We had the afternoon to ourselves to explore, get lost and find food.  When given the choice between wandering around with other rookie tourists or hanging out with an adorably plump Venetian Veteran, well...you know the answer.  Sandy took control, waving us over to this little walkway and away from the massive crowds. She wound us around corners and through alleys, and knew exactly where to go to get the best panini, $4,50 caprese sandwiches that make your eyes roll into the back of your head.  "Let's find some gelato, shall we?"  

Did we just become best friends???

Sandy became my buddy for the next three days.  

The Doors of Venice.

We criss-crossed through streets, up this way, down that way.  I would never be able to get back to where I was on purpose.  There are no street names most times and alleys are unmarked.  The scents of panini, croissants, and freshly baked breads filled the air.  Carnivale masks, Venetian glass shops with countless rows of hand blown jewelry and art work clutter the windows.  

The quintessential Venetian scene, complete with an opera singer.  (And also a good reminder to hold your phone sideways when filming scenes for your blog.)

Punta Della Salute.  June 2015

Uh oh.  I'm only on Day 3 and we're taking Food Baby pictures already?  This is going to be a great trip!!

We made our way back to the hotel for a travel writing workshop, where we were given prompts to get our creative juices flowing.  There's something to be said for being surrounded by like-minded women, who are together with you on this path as a traveler and writing about her experiences.  And, being in one of the most beautiful and romantic places in the world doesn't hurt either.  It felt so good to start getting ideas out of my head and onto some paper, or in my case, my new iPad mini. (Best purchase before this trip, hands down.)

I recalled a time when I had witnessed or experienced an Act of Kindness.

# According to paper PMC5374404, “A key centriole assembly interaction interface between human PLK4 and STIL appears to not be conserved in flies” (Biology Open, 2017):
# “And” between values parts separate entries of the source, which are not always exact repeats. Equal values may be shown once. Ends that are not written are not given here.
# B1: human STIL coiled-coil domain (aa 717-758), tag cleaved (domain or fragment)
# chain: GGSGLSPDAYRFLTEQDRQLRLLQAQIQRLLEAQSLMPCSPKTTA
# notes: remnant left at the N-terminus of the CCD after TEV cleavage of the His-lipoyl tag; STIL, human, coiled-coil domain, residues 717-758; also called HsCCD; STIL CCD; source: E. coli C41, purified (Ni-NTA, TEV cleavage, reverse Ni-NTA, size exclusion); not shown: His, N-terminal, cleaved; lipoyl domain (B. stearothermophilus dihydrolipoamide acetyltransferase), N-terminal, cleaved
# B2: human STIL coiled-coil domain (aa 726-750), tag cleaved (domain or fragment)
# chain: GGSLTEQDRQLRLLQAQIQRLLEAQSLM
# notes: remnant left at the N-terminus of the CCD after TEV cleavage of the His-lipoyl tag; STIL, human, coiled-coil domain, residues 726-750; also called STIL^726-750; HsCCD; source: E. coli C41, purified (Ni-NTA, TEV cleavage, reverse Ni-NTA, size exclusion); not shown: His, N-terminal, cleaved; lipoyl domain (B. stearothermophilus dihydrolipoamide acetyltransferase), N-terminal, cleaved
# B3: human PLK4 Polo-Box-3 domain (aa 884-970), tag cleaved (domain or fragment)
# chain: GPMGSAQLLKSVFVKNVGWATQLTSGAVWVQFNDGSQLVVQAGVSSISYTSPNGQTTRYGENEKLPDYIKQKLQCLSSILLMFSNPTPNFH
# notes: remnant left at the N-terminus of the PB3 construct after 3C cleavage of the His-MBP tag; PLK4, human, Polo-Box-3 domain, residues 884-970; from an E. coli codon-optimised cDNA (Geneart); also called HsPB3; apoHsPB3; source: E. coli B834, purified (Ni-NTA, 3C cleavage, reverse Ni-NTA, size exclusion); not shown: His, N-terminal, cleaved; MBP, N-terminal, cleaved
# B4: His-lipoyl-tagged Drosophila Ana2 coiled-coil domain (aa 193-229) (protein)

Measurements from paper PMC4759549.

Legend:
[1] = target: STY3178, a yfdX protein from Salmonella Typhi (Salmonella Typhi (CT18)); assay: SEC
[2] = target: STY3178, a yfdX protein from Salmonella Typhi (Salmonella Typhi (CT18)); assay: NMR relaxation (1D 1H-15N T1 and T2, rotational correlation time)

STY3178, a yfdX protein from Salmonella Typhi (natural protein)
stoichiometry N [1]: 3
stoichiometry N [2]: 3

"You can live with me, rent free, until you get on your feet."  

Thirteen words that completely changed the course of my life.  I didn't know it at the time, as we usually don't, but my life was about to change drastically, with that one act of kindness bestowed upon me by my then friend, now boyfriend.  I got on my feet, we fell in love and I never moved out.  More about that story here...

Once we finished with the workshop for the day, it was more free time to find dinner and relax.  What I love love love about Italy is that you can sit down to dinner at 9pm and you're allowed to enjoy your food, no hurrying, no trying to turn the table.  It's an American servers nightmare, and an everyday occurrence in Italy.  

We headed to Bar da Gino's on Calle Nuova S. Agnese, near the Academia Bridge.  Apparently it's inappropriate to order a macchiato when everyone else at the table is ordering Aperol Spritzers.  This is the hard part of a being sober traveler and going to a country where alcohol is consumed more than water.  It was a delicious macchiato, even though I was made fun of by the waiter the entire two hours we were there.  It was all in spirit, the Italians just don't understand people who don't drink.  

The first dish was a massive platter of prosciutto with fresh buffalo mozzarella. Bread.  Olive oil.  Balsamic vinagrette.  Easily my favorite appetizer in Italy.  

Six hungry women gobbled this up.  So thankful none of my food sensitivities act up on Europe. It would have been torture to see this and not be able to partake.  

Risotto with mushrooms.  And more bread, of course.  

I was the only one who got dessert.  I was on a mission to eat as much as gelato as I could put in my belly, so I needed to get in my quota.  Cioccolato mente.  

Back to the hotel to pick out names for my Food Baby.